After that had dried thoroughly, the angular pattern was masked off by slicing strips of regular, household masking tape into triangles and other angled shapes, and overlapping them til I liked how it looked. Then I went back over the whole hut with another coat of Krylon Grey Primer.

After removing the masking tape to reveal my camo pattern, I started with some weathering on the green areas. I used a blister-pack sponge for most of the weathering – starting with some patches of GW Codex Grey over the green pattern for where the paint wore through.

The rust spots were also done entirely with sponge technique – starting with Vallejo Model Color Burnt Umber, and then with a lighter layer of Vallejo Game Color Dark Flesh. The last, little highlights on the rust were done (sparingly) with GW Blazing Orange, but I saved those til last after the wash and drybrush steps to make them stand out a bit more.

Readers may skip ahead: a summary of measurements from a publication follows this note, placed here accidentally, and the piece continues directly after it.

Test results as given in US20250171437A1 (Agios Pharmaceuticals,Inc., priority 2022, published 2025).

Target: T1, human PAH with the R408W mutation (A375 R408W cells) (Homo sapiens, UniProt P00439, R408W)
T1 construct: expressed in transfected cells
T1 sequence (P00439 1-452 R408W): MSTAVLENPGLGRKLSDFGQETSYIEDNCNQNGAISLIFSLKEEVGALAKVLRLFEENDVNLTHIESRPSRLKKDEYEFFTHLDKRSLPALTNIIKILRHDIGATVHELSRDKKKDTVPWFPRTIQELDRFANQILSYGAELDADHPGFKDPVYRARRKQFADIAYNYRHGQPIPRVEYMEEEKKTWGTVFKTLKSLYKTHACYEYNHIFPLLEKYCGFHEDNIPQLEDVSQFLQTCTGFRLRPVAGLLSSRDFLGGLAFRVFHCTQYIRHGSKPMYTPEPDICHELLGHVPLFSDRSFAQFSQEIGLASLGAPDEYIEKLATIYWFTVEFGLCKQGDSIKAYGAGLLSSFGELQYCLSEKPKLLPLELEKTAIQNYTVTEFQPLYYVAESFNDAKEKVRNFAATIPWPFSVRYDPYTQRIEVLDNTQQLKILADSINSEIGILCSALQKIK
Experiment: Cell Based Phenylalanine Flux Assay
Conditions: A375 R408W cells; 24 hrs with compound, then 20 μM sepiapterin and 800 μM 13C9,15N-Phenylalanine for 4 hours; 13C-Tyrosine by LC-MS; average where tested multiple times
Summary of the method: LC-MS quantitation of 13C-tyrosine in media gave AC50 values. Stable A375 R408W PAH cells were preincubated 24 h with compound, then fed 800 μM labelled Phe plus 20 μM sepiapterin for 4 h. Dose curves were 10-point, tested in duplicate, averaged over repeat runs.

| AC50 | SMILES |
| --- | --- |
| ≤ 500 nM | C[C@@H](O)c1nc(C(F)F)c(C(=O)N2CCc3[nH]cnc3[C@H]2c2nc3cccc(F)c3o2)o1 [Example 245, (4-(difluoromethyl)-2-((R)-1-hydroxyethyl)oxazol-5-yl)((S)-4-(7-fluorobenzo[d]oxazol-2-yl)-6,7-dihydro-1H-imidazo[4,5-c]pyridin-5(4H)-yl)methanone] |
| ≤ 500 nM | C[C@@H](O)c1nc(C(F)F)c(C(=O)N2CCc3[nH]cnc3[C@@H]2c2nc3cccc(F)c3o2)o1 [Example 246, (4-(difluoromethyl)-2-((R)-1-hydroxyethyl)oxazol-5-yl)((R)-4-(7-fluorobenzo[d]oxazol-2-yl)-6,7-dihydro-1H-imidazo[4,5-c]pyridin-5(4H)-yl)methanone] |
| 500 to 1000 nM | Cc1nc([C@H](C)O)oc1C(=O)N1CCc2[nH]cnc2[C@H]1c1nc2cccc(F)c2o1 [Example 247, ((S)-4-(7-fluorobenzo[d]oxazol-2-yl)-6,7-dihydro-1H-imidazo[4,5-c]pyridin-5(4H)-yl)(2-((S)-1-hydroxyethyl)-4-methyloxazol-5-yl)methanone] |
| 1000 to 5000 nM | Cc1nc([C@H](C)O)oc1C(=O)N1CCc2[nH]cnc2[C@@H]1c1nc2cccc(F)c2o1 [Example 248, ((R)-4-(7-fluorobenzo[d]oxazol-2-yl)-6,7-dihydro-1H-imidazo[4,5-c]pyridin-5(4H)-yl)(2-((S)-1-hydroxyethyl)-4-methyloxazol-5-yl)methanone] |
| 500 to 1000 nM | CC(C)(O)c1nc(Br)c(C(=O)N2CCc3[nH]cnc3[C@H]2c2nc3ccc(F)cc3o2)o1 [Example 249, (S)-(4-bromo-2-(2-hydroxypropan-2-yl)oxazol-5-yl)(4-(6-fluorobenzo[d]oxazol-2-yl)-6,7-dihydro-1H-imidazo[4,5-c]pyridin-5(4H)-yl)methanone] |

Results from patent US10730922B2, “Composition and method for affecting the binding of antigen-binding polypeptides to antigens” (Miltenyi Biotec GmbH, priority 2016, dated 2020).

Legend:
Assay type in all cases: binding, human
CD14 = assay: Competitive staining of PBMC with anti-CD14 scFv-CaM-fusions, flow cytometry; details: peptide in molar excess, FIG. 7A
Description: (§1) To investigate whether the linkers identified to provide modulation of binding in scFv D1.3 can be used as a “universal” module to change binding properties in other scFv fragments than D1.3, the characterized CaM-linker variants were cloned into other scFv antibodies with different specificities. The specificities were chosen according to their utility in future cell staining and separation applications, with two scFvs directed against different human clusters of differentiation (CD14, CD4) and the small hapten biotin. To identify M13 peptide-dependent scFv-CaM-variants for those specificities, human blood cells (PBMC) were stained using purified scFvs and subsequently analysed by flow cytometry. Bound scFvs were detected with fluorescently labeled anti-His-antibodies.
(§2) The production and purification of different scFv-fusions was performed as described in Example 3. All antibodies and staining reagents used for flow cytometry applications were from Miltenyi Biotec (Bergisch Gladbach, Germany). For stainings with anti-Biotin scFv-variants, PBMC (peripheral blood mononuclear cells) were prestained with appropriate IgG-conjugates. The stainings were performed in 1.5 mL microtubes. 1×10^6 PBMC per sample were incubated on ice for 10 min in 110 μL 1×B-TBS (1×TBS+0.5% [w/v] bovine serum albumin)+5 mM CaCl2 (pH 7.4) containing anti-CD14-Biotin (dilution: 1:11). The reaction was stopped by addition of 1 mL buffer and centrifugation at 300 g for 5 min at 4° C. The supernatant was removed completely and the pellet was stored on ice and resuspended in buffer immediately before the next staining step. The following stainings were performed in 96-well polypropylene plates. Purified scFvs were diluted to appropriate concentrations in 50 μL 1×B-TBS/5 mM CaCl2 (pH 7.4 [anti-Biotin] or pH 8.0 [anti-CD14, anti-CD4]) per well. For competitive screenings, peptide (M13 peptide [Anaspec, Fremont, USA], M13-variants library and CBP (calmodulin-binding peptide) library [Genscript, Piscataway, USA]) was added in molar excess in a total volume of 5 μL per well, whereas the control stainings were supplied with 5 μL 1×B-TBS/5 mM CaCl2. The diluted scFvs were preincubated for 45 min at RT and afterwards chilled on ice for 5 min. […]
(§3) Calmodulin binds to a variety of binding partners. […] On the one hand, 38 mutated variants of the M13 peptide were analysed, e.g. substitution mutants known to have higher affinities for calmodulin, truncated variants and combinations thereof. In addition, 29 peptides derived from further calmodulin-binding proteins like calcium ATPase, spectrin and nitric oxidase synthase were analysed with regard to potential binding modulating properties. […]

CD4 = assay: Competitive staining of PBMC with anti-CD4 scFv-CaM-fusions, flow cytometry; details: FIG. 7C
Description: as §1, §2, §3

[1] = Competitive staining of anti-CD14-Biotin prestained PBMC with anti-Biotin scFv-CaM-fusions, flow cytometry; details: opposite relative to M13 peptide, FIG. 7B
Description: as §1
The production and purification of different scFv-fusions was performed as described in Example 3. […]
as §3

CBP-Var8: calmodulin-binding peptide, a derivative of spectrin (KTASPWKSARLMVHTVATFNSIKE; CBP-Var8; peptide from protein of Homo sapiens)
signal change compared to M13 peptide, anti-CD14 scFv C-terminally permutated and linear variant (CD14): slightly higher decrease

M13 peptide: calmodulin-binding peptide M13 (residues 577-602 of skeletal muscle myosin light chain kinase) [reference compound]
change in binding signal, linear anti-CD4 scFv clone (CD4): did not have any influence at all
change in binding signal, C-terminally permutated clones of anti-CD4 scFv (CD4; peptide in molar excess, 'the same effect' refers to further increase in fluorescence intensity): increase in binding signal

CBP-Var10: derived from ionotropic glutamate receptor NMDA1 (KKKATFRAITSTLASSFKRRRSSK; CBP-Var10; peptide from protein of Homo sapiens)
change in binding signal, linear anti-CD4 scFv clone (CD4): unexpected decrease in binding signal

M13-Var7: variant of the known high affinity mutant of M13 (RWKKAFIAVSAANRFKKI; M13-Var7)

I slathered the whole building in Vallejo Sepia Wash, then quickly wiped off the surface with a paper towel. Straight out of the jar the Vallejo washes are a bit too viscous and tint the surface too much, but rubbing off the excess did a good job of just leaving it in the crevices and lines in the roof without changing the overall base color too much.

The highlights were drybrushed with Codex Grey with a little bit of Vallejo MC Sky Grey added (any lighter grey would have worked equally well, I just had it handy). I avoided the green areas and larger rust spots as best I could and focused on the panel lines and details around the doors and windows. The roof edge got a quick second drybrush with a bit more Sky Grey added. Sponge on the aforementioned Blazing Orange rust, hit it with a coat of Testors Dullcote, and it’s done!